With respect to the influence of macroeconomic variables on the student labour market, we find that a percentage point growth in the unemployment rate increases the probability of the occurrence a student job relative to a non-student job by 1 pp). Improved macroeconomic performance measured by GDP growth decreases the occurrence of student offers, but not flexible offers. We also find a significant effect of time variables whereby student job offers have become more widespread since 2012. This could reflect firm strategies in post-crisis recovery as well as legislative changes, such as the Labour Code amendment. These combined findings seem to suggest that student work and flexible work have been used as a means of recovery in the Slovak labour market. Job rich growth, however, is likely to provide opportunities for student work in the primary labour market, rather than on its fringes.
Our study is relevant from a policy perspective as it questions the identification of student work with flexible work. It implies that any regulation of the flexible labour market will only partially address the student labour market. It also provides additional support for arguments against measures limiting labour supply (e.g. early retirement schemes), as skills that student workers and other (typically low-skilled) workers are expected to bring to the labour market are not identical. We believe our findings are generalizable beyond the case of Slovakia and apply more broadly to countries with similar institutional design and a growing tertiary education sector, in particular in Central and Eastern Europe.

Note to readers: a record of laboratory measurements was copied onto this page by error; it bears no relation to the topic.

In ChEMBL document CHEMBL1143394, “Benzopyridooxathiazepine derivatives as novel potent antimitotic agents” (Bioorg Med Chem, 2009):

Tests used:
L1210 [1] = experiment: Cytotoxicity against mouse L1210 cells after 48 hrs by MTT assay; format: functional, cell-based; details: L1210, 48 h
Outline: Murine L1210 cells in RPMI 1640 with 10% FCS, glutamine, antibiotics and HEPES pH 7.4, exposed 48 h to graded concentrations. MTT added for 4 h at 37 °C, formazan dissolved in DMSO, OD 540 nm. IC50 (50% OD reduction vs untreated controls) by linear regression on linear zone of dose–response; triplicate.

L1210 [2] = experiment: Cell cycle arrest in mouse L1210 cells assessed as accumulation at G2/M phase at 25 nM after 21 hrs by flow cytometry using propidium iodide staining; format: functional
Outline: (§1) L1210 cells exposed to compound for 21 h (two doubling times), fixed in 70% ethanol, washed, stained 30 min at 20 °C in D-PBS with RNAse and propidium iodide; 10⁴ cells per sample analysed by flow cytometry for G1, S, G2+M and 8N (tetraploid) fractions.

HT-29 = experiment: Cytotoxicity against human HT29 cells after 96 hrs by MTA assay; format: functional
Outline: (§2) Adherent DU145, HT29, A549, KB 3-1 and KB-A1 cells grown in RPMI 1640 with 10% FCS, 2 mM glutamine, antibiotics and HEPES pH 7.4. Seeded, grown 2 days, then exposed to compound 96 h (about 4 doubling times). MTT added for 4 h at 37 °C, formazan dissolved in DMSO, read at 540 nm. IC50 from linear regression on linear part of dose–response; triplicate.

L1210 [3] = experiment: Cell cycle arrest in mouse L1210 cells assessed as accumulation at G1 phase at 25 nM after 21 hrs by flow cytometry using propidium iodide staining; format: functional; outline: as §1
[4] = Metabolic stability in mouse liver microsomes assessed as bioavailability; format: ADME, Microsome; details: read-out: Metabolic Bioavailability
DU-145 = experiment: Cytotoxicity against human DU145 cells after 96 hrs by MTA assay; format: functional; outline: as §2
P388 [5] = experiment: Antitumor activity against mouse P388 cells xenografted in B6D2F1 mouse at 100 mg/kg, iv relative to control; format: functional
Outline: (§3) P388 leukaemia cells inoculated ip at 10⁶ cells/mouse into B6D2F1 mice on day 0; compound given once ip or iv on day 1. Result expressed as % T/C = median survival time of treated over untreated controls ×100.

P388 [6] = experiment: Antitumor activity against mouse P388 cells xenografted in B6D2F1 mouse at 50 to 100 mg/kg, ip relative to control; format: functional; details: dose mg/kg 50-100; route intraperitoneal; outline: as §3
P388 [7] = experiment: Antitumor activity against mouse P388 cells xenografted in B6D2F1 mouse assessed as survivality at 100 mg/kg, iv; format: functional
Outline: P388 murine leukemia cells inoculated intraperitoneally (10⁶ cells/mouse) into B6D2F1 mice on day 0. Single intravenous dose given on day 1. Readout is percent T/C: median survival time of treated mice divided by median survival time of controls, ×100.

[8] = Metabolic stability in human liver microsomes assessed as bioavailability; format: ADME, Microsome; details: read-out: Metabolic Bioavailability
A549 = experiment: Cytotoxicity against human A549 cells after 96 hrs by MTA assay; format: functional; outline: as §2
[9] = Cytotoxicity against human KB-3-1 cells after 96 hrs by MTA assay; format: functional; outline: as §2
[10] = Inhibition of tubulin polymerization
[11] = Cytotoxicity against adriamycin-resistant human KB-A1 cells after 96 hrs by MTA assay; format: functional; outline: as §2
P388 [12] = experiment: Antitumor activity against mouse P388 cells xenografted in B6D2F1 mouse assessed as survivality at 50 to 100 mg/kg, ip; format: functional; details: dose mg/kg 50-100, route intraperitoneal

The literature review refers to students and young workers interchangeably, as in most studies, the two are not distinguished.
The data for the year 2014 are available only until June, hence the drop in the number of observations for the year 2014.